Then came a plot twist – ideas of imagination, creativity and autonomy from the 1960s were distorted by neoliberal capitalism. Now they’re used in advertising and calls for entrepreneurial creativity and disruption. Criticism of the system became the system itself, revealing capitalism’s ability to absorb dissent.

Debord also captured the interest of authors from diverse ideological backgrounds. For example, Nobel Prize-winner Mario Vargas Llosa, known for his liberal convictions, drew inspiration from Debord’s ideas in his essay, “The Civilization of the Spectacle.” Vargas Llosa recognized the convergence of their thoughts, particularly regarding the notion that replacing genuine experiences with mere representations results in a loss of human essence.

In Spain, there was a significant Situationist wave in the 1990s that emerged during the anti-globalization movement, with its innovative approaches to rebellion. Luis Navarro, creator of the Hispanic Situationist Archive and founder of the Literatura Gris publishing house, says that Situationist ideas were circulated clandestinely through copies and pirated editions. These ideas inspired and influenced the autonomism and “okupation” movements that thrived during those years. The impact of Situationism declined after the September 11 attacks in 2001, but the ideology has not faded away completely. “Debord’s rhetoric has aged well, like the wines he often enjoyed,” said Navarro.

The Debord Myth

Guy Debord, a small man who wore glasses, became a legendary figure by passionately and unwaveringly dedicating his life to revolution. He fearlessly expelled members from the Situationist International and embraced a reputation as an unapologetic drinker. “Neither I nor the people who drink with me have ever felt ashamed of our excesses,” he wrote.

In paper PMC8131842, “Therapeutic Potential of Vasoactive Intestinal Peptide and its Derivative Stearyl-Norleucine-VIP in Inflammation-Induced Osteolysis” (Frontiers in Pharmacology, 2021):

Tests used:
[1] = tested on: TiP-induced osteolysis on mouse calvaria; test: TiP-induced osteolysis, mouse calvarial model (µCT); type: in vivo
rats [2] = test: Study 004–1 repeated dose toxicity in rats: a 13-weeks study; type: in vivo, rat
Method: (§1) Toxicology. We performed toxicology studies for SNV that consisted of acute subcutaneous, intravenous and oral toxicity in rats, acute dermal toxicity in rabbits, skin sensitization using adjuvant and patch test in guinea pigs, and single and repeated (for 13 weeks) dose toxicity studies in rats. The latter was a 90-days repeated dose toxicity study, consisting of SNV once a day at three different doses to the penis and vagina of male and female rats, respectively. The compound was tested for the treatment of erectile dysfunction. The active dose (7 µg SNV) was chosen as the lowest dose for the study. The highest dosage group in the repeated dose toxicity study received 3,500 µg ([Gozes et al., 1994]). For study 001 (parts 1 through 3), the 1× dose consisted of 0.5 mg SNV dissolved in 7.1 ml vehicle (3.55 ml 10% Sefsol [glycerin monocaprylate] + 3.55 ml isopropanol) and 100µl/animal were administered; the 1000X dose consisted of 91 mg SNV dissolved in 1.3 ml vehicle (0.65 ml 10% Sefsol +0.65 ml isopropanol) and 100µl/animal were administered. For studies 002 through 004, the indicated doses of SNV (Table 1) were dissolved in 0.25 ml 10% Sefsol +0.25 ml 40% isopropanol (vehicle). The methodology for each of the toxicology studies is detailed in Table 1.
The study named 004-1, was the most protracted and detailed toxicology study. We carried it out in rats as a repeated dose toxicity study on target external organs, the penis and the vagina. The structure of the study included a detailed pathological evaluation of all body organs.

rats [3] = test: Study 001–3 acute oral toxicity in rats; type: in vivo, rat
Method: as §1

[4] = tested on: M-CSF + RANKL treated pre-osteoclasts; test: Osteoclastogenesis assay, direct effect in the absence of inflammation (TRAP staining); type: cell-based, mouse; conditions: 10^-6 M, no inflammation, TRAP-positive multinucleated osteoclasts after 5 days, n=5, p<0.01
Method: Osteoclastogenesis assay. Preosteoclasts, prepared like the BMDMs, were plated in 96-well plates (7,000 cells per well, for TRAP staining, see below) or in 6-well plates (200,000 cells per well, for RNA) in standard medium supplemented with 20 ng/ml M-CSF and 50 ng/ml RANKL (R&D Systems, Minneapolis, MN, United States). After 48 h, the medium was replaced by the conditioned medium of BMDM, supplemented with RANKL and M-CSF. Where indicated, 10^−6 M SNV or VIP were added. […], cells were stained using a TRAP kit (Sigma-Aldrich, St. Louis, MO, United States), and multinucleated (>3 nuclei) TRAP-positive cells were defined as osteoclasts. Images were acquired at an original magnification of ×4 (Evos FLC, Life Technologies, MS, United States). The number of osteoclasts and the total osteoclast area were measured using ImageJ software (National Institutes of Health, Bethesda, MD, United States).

“He never made public appearances, had no official positions and was difficult to reach. He expressed himself through his own media, like his books and the Situationist International magazine. He fought against the ‘spectacle’ without flamboyance,” says Jappe. Debord denounced the commercialism of society for blocking access to “real life” and claimed to have lived his own life as an adventure and a work of art. “Debord was a good person but had a temper and a strong conscience, which made him difficult to get along with,” said Navarro. “His myth is part of modern art’s romantic tradition, carefully woven through his writings, ambiguities and eventual suicide.”

A few years before he died, Debord wrote with his usual self-confidence, “I have no doubt that my theories will endure well beyond the end of the century. The reason is simple – I understand the things that make up the spectacle.”